EGYPT: “Unjust” sentence given to Coptic priest

A Coptic priest has been sentenced to six months in jail for a minor construction violation during renovation work at his church building, but no one in a mob that burned down the building last September has been arrested.

Rev Makarious Bolous of Mar Gerges Church in Aswan was sentenced on 4 March 2012, and fined 300 Egyptian pounds (€38). He remained free, awaiting appeal. The imams who called for the attack and the villagers who destroyed the building have not been charged with any crime. The priest said the ruling and the absence of prosecution of the attackers are clear evidence of persecution and a legal double standard between Christians and Muslims. “I feel it is unjust,” he said. “It’s not fair.”

Local government officials said the building was 2.5 metres taller than the height they had approved on architectural drawings. The priest said many construction projects in Egypt are done without permits, and even when permits are issued adherence to their stipulations is casual and enforcement is lax. He said that the village where the church building once stood is surrounded by some homes that have two or three extra floors built outside of permitted specifications and by other homes that were built with no permit at all. “The whole village is full of people who are building against their licenses,” he said. “Why did they only cite the church and pick on the extra bit of building?”

The Attack

The attack on Mar Gerges Church building occurred on 30 September 2011, shortly after afternoon prayers, when approximately 3,000 villagers set fire to and then demolished the building. They also razed four homes and two businesses nearby (all owned by Christians) and widespread looting was reported. “Imams in more than 20 mosques called for crowds to gather and destroy the church and demolish the houses of the Copts and loot their properties,” said local villager Michael Ramzy.

Tension had arisen in the late August, when Muslim extremists voiced anger over renovations taking place at Mar Gerges. They claimed that church officials were turning a guesthouse on church property into a church (in fact the original structure on the site had been used as a church building for about 100 years) and they were upset that crosses could be seen from outside the building. Muslim villagers began blockading the entrance to the building and threatening Copts on the street.

On 2 September a meeting was held with military leaders and village elders, at which local Coptic leaders agreed to remove all crosses and bells outside the building. Peace returned briefly, but by the next week Muslim villagers abandoned the agreement and started harassing local Christians again. They demanded the removal of new domes, and extremists called for the building to be burned, claiming that the renovations were illegal.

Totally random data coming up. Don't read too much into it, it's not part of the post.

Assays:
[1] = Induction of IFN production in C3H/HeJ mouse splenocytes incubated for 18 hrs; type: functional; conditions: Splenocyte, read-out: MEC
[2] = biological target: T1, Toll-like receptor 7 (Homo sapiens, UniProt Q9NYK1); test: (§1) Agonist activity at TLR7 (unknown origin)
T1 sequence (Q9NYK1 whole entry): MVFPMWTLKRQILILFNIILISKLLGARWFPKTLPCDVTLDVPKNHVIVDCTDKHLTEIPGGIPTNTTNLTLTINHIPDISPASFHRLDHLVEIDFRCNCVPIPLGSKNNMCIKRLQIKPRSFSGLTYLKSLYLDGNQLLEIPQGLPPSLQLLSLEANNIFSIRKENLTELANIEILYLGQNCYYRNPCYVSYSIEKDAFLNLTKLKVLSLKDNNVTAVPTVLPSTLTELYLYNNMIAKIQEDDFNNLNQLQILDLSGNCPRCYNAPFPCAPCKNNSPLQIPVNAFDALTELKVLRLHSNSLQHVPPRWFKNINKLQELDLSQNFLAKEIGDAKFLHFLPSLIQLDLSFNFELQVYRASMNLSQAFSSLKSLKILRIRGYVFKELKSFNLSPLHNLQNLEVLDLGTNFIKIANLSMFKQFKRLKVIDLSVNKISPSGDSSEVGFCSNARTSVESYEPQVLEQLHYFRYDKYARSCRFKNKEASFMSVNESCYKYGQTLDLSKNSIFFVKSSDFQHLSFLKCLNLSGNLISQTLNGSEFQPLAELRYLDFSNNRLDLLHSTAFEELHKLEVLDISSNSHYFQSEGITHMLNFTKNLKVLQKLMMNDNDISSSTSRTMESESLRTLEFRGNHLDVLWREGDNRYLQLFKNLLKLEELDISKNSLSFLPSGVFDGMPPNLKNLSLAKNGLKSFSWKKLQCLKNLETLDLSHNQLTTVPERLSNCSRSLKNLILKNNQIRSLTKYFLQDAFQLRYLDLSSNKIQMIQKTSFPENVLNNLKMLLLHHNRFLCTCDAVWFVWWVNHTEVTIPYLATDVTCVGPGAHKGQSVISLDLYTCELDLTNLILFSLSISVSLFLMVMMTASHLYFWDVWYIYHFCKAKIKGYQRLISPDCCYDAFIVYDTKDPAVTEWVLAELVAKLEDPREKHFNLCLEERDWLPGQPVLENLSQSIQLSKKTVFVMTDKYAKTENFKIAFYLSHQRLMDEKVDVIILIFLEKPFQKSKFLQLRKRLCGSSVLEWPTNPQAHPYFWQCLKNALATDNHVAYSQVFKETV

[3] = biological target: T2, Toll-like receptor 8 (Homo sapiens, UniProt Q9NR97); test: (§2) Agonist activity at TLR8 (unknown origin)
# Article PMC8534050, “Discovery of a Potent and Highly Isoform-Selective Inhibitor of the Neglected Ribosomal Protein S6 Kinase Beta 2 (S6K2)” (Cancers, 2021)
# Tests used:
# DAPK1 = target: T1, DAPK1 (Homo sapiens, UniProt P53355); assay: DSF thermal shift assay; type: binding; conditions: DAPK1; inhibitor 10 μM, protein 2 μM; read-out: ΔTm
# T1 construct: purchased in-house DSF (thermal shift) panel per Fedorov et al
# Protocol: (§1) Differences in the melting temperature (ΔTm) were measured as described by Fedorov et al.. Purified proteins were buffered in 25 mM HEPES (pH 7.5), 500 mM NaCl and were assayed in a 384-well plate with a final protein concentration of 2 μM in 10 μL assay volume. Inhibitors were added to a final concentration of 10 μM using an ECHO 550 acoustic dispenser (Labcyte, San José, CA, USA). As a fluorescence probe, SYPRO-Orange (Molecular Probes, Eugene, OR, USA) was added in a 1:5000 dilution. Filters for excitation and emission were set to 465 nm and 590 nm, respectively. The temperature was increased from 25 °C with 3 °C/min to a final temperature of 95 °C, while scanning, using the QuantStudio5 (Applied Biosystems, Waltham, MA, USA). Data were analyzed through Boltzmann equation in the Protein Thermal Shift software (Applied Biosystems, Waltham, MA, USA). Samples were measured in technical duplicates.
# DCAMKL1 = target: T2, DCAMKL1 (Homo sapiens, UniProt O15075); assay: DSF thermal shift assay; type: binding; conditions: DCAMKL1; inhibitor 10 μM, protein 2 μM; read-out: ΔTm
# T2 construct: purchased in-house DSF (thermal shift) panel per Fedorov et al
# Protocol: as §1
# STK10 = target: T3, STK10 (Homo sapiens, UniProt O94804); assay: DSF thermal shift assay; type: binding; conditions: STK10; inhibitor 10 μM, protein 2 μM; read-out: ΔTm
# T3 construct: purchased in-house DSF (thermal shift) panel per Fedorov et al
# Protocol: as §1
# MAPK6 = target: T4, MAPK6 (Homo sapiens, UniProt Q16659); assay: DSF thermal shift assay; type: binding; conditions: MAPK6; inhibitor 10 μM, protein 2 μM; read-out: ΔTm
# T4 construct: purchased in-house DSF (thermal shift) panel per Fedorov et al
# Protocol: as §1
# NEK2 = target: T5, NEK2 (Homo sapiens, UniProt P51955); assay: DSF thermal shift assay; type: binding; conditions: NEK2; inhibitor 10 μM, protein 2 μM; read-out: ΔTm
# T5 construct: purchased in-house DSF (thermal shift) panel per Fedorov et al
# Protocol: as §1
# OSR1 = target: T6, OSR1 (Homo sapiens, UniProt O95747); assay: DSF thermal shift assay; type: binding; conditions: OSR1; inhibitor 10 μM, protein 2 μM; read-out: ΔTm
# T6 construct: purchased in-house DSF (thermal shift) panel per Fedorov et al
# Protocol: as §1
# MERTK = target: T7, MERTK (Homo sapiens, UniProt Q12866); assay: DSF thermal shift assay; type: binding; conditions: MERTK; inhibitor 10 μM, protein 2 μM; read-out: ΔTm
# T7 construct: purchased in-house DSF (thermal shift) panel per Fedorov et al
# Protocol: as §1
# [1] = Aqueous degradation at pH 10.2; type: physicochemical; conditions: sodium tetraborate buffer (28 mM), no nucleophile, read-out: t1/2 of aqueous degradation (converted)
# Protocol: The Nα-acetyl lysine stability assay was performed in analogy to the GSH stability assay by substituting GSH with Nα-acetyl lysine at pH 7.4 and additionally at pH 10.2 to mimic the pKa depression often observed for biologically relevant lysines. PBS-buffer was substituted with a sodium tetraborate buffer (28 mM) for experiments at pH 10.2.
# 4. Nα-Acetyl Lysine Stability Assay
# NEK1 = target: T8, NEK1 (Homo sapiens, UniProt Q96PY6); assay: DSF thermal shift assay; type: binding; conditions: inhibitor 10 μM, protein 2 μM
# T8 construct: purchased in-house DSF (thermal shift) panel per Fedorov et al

The governor of Aswan, Mostafa al-Sayyed, sided with the rioters and blamed the Copts for the attacks, claiming that he had never given permission to turn a guesthouse into a church. However, documents show that Mostafa Al-Sayyed did sign off on construction permits authorising the renovation of an existing altar area in the building.


Copts across Egypt were incensed at being blamed for the destruction of the Mar Gerges Church building – they accused the government of colluding in the violence by not enforcing the law, which requires imprisonment for acts of sectarian strife, “thuggery” and vandalism of private property.

On 9 October, thousands of people marched through the streets of Cairo to protest at the governor’s statements and the government’s refusal to prosecute perpetrators of violence against Christians. Counter-protestors opened fire on some demonstrators, and soldiers ran over others with riot-control vehicles. Of the 27 people killed, at least 23 were Christians.

The army denied any responsibility for the killings, but eventually charged three soldiers with what amounts to accidental vehicular manslaughter. No one has been charged in connection with the shootings. However, the government charged two priests with inciting sectarian strife, illegal possession of firearms, illegal possession of a bladed weapon and destroying public property.

Empty Promises

Tensions remain in the village, and in March 2012 Rev Makarious Bolous said that government guarantees to fund and construct a new church building have been empty promises. “It’s been six months now, and even after Field Marshall Tantawi gave the permission to rebuild the church, I cannot go back to the church or hold any prayers there or even go to the village at all,” he said, adding that the governor is blocking all attempts to rebuild. Because he cannot go back to the village, approximately 40 Coptic families have no priest as well as having no church building. (Compass Direct News)